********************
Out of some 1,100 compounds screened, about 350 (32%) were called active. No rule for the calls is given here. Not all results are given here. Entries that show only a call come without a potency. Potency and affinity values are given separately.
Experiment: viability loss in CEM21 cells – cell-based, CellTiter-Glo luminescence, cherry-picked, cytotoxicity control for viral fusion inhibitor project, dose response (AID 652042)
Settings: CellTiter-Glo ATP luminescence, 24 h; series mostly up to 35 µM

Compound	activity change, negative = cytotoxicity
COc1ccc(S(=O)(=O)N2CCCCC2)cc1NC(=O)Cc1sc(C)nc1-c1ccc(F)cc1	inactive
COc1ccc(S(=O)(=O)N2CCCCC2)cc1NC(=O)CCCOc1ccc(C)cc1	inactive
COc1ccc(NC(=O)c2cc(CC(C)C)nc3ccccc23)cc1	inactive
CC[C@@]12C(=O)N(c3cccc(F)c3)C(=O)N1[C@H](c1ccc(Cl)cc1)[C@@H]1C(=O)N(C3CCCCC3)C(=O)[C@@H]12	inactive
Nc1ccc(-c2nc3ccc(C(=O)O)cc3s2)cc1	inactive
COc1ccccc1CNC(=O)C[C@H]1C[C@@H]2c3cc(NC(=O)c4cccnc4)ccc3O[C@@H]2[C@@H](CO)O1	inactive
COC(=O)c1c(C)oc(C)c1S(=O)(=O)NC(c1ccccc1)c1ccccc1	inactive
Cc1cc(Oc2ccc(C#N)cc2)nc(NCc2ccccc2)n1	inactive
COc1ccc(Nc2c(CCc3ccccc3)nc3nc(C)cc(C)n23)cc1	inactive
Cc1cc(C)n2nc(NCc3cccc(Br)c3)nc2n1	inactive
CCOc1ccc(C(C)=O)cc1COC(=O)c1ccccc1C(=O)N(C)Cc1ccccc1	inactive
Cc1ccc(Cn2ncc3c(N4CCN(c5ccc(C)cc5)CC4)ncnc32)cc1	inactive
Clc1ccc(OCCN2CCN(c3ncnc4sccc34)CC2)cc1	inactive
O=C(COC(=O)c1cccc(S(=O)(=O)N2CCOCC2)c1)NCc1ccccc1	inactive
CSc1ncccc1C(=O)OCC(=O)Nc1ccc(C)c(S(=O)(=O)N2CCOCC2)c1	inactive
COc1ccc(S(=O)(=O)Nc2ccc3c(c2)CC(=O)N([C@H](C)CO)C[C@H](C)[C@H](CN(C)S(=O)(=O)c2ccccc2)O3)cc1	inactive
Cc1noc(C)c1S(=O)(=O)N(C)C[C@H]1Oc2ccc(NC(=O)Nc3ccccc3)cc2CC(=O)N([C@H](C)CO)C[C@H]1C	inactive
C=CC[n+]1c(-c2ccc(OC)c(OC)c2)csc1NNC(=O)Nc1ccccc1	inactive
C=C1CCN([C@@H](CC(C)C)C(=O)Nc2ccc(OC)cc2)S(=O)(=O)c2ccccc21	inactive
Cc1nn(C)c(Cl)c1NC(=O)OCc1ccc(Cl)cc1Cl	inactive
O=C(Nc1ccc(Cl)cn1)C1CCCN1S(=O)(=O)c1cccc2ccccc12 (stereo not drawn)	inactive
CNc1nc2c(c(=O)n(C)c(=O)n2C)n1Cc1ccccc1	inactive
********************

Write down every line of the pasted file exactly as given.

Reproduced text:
Out of some 1,100 compounds screened, about 350 (32%) were called active. No rule for the calls is given here. Not all results are given here. Entries that show only a call come without a potency. Potency and affinity values are given separately.
Experiment: viability loss in CEM21 cells – cell-based, CellTiter-Glo luminescence, cherry-picked, cytotoxicity control for viral fusion inhibitor project, dose response (AID 652042)
Settings: CellTiter-Glo ATP luminescence, 24 h; series mostly up to 35 µM

Compound	activity change, negative = cytotoxicity
COc1ccc(S(=O)(=O)N2CCCCC2)cc1NC(=O)Cc1sc(C)nc1-c1ccc(F)cc1	inactive
COc1ccc(S(=O)(=O)N2CCCCC2)cc1NC(=O)CCCOc1ccc(C)cc1	inactive
COc1ccc(NC(=O)c2cc(CC(C)C)nc3ccccc23)cc1	inactive
CC[C@@]12C(=O)N(c3cccc(F)c3)C(=O)N1[C@H](c1ccc(Cl)cc1)[C@@H]1C(=O)N(C3CCCCC3)C(=O)[C@@H]12	inactive
Nc1ccc(-c2nc3ccc(C(=O)O)cc3s2)cc1	inactive
COc1ccccc1CNC(=O)C[C@H]1C[C@@H]2c3cc(NC(=O)c4cccnc4)ccc3O[C@@H]2[C@@H](CO)O1	inactive
COC(=O)c1c(C)oc(C)c1S(=O)(=O)NC(c1ccccc1)c1ccccc1	inactive
Cc1cc(Oc2ccc(C#N)cc2)nc(NCc2ccccc2)n1	inactive
COc1ccc(Nc2c(CCc3ccccc3)nc3nc(C)cc(C)n23)cc1	inactive
Cc1cc(C)n2nc(NCc3cccc(Br)c3)nc2n1	inactive
CCOc1ccc(C(C)=O)cc1COC(=O)c1ccccc1C(=O)N(C)Cc1ccccc1	inactive
Cc1ccc(Cn2ncc3c(N4CCN(c5ccc(C)cc5)CC4)ncnc32)cc1	inactive
Clc1ccc(OCCN2CCN(c3ncnc4sccc34)CC2)cc1	inactive
O=C(COC(=O)c1cccc(S(=O)(=O)N2CCOCC2)c1)NCc1ccccc1	inactive
CSc1ncccc1C(=O)OCC(=O)Nc1ccc(C)c(S(=O)(=O)N2CCOCC2)c1	inactive
COc1ccc(S(=O)(=O)Nc2ccc3c(c2)CC(=O)N([C@H](C)CO)C[C@H](C)[C@H](CN(C)S(=O)(=O)c2ccccc2)O3)cc1	inactive
Cc1noc(C)c1S(=O)(=O)N(C)C[C@H]1Oc2ccc(NC(=O)Nc3ccccc3)cc2CC(=O)N([C@H](C)CO)C[C@H]1C	inactive
C=CC[n+]1c(-c2ccc(OC)c(OC)c2)csc1NNC(=O)Nc1ccccc1	inactive
C=C1CCN([C@@H](CC(C)C)C(=O)Nc2ccc(OC)cc2)S(=O)(=O)c2ccccc21	inactive
Cc1nn(C)c(Cl)c1NC(=O)OCc1ccc(Cl)cc1Cl	inactive
O=C(Nc1ccc(Cl)cn1)C1CCCN1S(=O)(=O)c1cccc2ccccc12 (stereo not drawn)	inactive
CNc1nc2c(c(=O)n(C)c(=O)n2C)n1Cc1ccccc1	inactive